This little rapscallion is Hyundai’s new World Rally Championship challenger, the slightly clumsily titled New Generation i20 WRC.
Hyundai rejoined the WRC in 2014 after a 10-year absence with the first Hyundai i20 WRC, which proved to be a competitive package straight out of the box. A maiden in Germany that year was followed by a close-fought battle for second in the Manufacturers’ Championship in 2015 that it ultimately lost by just six points.
The new car has been in development for a year, racking up 8,000km (5,000 miles) of testing, with more to follow before the 2016 season starts in Monte Carlo on 22 January.
Unusually, Hyundai has decided to use the five-door bodyshell instead of the three-door model, as rivals Volkswagen, Citroen and Ford do. That choice was almost certainly dictated by the marketing department; it used to be the case that the more doors there were the less rigid the body was, but modern rollcages are so strong there’s no particular disadvantage.
Even so, it’s a fighty-looking thing. Big ‘arches cover a stretched track, huge extractors are punched in the bonnet, the front intake is huge and the rear spoiler is gigantic. The livery looks good, too.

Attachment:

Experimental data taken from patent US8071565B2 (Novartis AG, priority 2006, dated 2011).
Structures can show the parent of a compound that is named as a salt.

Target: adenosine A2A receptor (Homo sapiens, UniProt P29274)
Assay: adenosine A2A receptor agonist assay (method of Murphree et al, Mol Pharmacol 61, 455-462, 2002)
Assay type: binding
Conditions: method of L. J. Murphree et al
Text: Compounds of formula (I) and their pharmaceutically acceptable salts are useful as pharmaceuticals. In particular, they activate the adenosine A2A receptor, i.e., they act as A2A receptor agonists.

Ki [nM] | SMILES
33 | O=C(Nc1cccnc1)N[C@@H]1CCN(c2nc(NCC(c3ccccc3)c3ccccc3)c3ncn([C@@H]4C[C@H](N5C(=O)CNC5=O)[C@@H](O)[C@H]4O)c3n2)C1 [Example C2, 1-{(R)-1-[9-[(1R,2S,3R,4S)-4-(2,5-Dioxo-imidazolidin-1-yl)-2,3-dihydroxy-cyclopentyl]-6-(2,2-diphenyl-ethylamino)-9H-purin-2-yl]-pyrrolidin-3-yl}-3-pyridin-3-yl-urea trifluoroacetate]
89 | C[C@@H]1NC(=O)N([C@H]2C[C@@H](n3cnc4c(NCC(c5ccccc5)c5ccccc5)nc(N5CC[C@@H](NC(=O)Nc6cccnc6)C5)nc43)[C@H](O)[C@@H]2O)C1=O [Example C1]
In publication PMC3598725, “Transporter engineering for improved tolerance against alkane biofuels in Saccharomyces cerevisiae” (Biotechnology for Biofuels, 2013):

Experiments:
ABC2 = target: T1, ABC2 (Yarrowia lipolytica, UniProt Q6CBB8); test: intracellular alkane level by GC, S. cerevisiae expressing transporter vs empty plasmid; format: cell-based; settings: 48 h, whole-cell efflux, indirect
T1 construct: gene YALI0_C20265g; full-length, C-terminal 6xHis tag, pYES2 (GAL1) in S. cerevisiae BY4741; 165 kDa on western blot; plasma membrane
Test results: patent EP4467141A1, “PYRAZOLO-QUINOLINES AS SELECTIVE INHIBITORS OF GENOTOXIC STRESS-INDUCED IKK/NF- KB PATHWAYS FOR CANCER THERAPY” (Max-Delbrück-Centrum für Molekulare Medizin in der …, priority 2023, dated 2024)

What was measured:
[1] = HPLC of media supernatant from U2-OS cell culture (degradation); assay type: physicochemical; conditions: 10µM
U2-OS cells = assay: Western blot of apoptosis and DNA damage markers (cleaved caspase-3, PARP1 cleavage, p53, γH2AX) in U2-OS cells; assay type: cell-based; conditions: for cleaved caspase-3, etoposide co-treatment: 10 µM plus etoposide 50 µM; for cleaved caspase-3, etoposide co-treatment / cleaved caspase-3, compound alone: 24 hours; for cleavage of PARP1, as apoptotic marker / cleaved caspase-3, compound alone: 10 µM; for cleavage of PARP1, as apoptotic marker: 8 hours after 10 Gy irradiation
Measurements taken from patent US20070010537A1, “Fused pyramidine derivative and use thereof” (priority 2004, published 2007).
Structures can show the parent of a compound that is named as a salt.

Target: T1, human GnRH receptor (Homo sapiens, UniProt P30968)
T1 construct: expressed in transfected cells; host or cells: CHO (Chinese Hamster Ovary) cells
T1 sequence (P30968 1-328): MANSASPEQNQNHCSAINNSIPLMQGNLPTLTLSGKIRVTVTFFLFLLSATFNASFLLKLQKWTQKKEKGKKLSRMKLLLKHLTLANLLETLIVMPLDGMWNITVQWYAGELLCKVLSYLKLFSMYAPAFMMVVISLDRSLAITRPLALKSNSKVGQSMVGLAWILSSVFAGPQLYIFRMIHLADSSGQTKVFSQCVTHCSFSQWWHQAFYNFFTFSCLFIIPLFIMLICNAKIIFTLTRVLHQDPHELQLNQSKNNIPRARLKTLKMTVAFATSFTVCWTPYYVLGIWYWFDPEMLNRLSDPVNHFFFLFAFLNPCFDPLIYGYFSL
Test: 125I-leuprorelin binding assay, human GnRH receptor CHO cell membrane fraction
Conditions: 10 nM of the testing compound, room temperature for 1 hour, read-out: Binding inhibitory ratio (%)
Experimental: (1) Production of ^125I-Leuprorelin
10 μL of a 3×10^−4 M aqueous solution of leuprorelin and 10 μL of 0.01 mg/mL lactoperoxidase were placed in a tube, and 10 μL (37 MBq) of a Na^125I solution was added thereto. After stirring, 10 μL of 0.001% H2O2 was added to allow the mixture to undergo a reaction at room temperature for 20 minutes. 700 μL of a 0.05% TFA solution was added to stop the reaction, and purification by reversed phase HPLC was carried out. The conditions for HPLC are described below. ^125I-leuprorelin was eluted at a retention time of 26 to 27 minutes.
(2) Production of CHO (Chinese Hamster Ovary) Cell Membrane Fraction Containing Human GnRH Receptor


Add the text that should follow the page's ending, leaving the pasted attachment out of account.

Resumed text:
Power comes from a 1.6-litre, four-cylinder turbo engine as per the regulations. Hyundai will tell you it produces 300bhp, as all the manufacturers do, but in reality 340bhp will be nearer the mark. A six-speed sequential gearbox and four-wheel-drive dispatch power to the road.
2015 drivers Thierry Neuville, Dani Sordo and Hayden Paddon have been retained for the full 14-round 2016 season. Test and development driver Kevin Abbring will contest selected events in a fourth car.
Alongside its WRC campaign, Hyundai Motorsport will spend 2016 developing an R5-spec version of the i20, which will be available to privateers at rather less than half the price of a full-fat WRC machine. And don’t forget that pretty radical changes are being brought in for 2017, so they need to perfect that car, as well.
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By Only Motors